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Buyer's Guide to Baby Thermometers

With vaccinations, minor ailments and even teething causing raised temperatures, you'll be amazed how useful a family thermometer can be, from birth


Posted: 17 January 2008
by Laura Lee Davies


When I was expecting our first child, my partner mocked me for buying an ear thermometer. He thought I was presuming all kinds of terrible illnesses before we'd even had our son! However, it quickly became an essential part of our kit (much more so than many other silly things like the surface-clean only playmat) because a baby doesn't have to be seriously ill to get a raised temperature. Baby temperature can be affected by many things as well as serious illness:
Teething can push up their body temperature (though it's not neccessarily a cause for alarm and usually requires just soothing and keeping your baby cool).

Infant vaccinations can cause a baby's temperature to rise. (Injections are often therefore not given if a child already has a mild raised temperature in case they then get excessively hot, see preparing for vaccinations for more on this.)

Being overdressed in either warm weather or too wrapped up in winter clothes indoors can also cause dangerously raised temperatures.

Why do you need to know your child's temperature?
If babies get too hot they can go into convulsions.
Also, the basics of safe sleeping for babies include ensuring that a baby is not too hot.
If a baby gets too cold, he can get hypothermia. In some cases, this is still a cause of death in this country.
Babies, like us, get hot and cold all the time. If they get upset (and what baby doesn't at some point every day?) they will get hotter, for example. This kind of overheating usually passes quickly and should not be a cause for concern. Also, you shouldn't regard taking a baby's temperature as a daily routine, but only use it when you feel your child is very hot or seems otherwise unwell.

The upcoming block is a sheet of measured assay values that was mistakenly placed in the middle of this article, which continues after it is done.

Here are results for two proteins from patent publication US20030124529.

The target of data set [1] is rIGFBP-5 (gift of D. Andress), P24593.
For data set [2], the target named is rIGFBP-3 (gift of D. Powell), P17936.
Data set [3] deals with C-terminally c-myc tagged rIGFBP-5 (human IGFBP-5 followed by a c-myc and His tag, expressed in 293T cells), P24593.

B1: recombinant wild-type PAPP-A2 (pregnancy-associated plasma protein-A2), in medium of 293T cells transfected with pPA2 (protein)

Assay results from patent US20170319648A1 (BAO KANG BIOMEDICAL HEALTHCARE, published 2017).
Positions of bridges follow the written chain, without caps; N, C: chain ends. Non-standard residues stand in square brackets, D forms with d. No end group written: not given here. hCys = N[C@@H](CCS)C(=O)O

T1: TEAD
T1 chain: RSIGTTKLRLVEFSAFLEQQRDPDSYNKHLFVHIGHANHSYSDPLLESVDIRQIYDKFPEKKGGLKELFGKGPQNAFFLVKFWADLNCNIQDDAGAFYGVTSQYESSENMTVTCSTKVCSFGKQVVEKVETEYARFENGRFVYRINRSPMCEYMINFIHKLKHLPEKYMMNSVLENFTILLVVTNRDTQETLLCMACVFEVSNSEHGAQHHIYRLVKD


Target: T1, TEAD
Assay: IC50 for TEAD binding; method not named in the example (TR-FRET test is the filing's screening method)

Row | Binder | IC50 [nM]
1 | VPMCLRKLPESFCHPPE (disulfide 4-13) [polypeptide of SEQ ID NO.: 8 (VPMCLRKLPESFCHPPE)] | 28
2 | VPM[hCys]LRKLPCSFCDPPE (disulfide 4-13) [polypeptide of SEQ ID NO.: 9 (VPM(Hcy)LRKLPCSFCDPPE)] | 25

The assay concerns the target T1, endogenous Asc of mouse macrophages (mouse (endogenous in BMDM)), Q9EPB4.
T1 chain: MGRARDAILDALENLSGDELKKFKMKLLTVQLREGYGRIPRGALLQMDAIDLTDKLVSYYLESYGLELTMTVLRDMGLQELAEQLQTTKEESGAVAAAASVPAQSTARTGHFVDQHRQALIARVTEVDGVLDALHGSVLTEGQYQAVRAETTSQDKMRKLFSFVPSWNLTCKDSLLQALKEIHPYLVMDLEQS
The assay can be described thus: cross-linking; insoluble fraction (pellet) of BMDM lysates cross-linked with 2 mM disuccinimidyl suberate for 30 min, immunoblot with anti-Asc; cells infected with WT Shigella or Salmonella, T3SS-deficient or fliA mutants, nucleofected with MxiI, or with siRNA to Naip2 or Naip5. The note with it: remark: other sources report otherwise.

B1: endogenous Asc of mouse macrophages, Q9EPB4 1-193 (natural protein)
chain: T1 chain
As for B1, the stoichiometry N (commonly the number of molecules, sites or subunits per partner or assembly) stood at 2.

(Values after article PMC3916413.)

However, babies can't regulate their own body heat like us, so you do need to keep an eye on them. You can do this putting the back of your hand on their chest or back of their neck (not hands or feet as these can be much colder when there is no problem at all) to feel if they seem OK or not, before you reach for the thermometer.

What is too hot?
If a baby's temperature goes over 38 degrees C it is important to either bring down their temperature by taking off a layer of clothing, making sure the room isn't too hot, and/or giving them an infant suspension (medicine) that is suitable to their age. NOT before three months unless expressly prescribed by a doctor.
When a reading is over 39 degress C, or your child's temperature is over 38 degrees C for a sustained period, you should call your GP or NHS Direct on 0845 4647.
When you think your child is very hot or might be ill, having a reliable body thermomter to hand will help in communicating your child's condition to the medical professional you are speaking to.

Mothercare Forehead Thermometer

Different ways to take a body temperature
There are several different ways to take a temperature.
Experts differ on which they find more reliable. Where you take it from can also affect how hot a normal temperature reading is expected to be (there should be a range guide on the packagaing of the model you buy).